þ'.ªžQ7£`)5L.Þ:DÔƵKå≠s2K¤s¬4%s•8мZ_r•₄вå≠`P

-2 bytes thanks to @ExpiredData.

Outputs 1 for truthy and 0 or a positive integer for falsey (NOTE: only 1 is truthy in 05AB1E, so this is completely fine with the truthy/falsey definition of the meta).

Try it online or verify all test cases.

Explanation:

Unfortunately 05AB1E doesn't have any regexes. So instead I'll:

Convert the input to something that's easier to work with:

þ             # Only leave the digits of the (implicit) input-string
 '.ª         '# Convert the number to a list of digits, and append a "." to this list
žQ            # Push a constant with all printable ASCII characters (range [32,126])
  7£          # Only leave the first 7: ' !"#$%&'
    `         # Push them all separated to the stack
     )        # Wrap everything on the stack into a list
      5L      # Push a list [1,2,3,4,5]
        .Þ    # Extend the trailing item infinitely: [1,2,3,4,5,5,5,...]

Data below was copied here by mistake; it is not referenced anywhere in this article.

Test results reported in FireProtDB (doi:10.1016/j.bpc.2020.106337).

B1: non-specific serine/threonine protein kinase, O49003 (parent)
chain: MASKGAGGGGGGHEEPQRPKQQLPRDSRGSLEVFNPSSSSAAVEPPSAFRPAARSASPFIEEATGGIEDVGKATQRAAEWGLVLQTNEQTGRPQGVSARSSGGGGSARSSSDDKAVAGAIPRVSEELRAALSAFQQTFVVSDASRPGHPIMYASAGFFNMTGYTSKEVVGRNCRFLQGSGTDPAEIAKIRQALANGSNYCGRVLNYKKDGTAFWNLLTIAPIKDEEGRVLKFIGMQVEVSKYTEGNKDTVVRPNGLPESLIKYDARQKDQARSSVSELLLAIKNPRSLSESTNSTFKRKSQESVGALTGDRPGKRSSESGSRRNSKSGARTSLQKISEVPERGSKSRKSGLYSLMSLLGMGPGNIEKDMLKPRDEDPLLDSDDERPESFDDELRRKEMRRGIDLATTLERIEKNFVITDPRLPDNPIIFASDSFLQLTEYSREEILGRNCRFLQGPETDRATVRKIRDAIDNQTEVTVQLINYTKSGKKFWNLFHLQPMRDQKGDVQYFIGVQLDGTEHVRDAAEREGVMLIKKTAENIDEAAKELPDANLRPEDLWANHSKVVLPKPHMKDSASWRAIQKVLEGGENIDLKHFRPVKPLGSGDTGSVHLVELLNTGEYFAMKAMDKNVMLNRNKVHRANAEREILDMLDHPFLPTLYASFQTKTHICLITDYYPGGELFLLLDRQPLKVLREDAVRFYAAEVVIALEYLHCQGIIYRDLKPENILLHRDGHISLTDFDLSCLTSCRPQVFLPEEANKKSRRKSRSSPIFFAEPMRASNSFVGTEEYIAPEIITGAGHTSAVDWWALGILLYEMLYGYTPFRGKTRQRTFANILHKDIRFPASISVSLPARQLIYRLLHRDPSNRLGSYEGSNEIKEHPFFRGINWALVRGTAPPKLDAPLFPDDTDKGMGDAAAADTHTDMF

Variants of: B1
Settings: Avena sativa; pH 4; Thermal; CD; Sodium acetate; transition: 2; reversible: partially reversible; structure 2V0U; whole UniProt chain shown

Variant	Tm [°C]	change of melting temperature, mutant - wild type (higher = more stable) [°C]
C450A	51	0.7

:   # Replace all characters in the (implicit) input-string with these
              # We now have a number consisting only of the digits [1,2,3,5],
              # where 1 is a digit or "."; 2 are spaces; 3 is "!"; and 4 is one of "%&#$"
              #  i.e. "5.4 $ 2.9 !3.4 &! 89.8213" → 1112521112311125321111111

After which it's easier to check whether it complies to all the rules:

Rule 5: check that there are no two numbers with spaces in between:

D             # Duplicate the number
 Ô            # Connected uniquify them (i.e. 1112521112311125321111111 → 1252123125321)
  ƵK          # Push compressed integer 121
    å≠        # And check that the number does NOT contains 121 as substring

Remove all spaces. And then rules 3 and 4: check that the input ends with a digit, and starts with a "!" or digit:

s             # Swap to get the number at the top again